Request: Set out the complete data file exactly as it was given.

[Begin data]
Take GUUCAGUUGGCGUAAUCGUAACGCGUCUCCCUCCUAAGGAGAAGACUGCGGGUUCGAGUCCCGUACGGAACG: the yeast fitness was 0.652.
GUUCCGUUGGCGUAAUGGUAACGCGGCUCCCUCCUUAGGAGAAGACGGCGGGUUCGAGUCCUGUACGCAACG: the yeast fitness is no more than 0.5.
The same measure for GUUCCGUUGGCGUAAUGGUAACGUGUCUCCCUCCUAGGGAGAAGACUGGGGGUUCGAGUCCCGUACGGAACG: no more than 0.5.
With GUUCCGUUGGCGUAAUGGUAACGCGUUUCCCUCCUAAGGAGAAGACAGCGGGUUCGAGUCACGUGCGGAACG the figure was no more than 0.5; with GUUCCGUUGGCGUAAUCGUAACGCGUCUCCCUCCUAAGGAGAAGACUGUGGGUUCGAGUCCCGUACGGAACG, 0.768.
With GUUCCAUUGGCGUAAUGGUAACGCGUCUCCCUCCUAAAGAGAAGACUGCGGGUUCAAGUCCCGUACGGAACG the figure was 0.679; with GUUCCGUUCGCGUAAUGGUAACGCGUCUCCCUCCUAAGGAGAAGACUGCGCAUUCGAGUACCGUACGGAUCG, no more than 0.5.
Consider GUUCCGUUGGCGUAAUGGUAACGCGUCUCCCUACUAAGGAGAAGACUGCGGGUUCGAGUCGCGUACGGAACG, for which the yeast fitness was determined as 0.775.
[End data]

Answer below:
Take GUUCAGUUGGCGUAAUCGUAACGCGUCUCCCUCCUAAGGAGAAGACUGCGGGUUCGAGUCCCGUACGGAACG: the yeast fitness was 0.652.
GUUCCGUUGGCGUAAUGGUAACGCGGCUCCCUCCUUAGGAGAAGACGGCGGGUUCGAGUCCUGUACGCAACG: the yeast fitness is no more than 0.5.
The same measure for GUUCCGUUGGCGUAAUGGUAACGUGUCUCCCUCCUAGGGAGAAGACUGGGGGUUCGAGUCCCGUACGGAACG: no more than 0.5.
With GUUCCGUUGGCGUAAUGGUAACGCGUUUCCCUCCUAAGGAGAAGACAGCGGGUUCGAGUCACGUGCGGAACG the figure was no more than 0.5; with GUUCCGUUGGCGUAAUCGUAACGCGUCUCCCUCCUAAGGAGAAGACUGUGGGUUCGAGUCCCGUACGGAACG, 0.768.
With GUUCCAUUGGCGUAAUGGUAACGCGUCUCCCUCCUAAAGAGAAGACUGCGGGUUCAAGUCCCGUACGGAACG the figure was 0.679; with GUUCCGUUCGCGUAAUGGUAACGCGUCUCCCUCCUAAGGAGAAGACUGCGCAUUCGAGUACCGUACGGAUCG, no more than 0.5.
Consider GUUCCGUUGGCGUAAUGGUAACGCGUCUCCCUACUAAGGAGAAGACUGCGGGUUCGAGUCGCGUACGGAACG, for which the yeast fitness was determined as 0.775.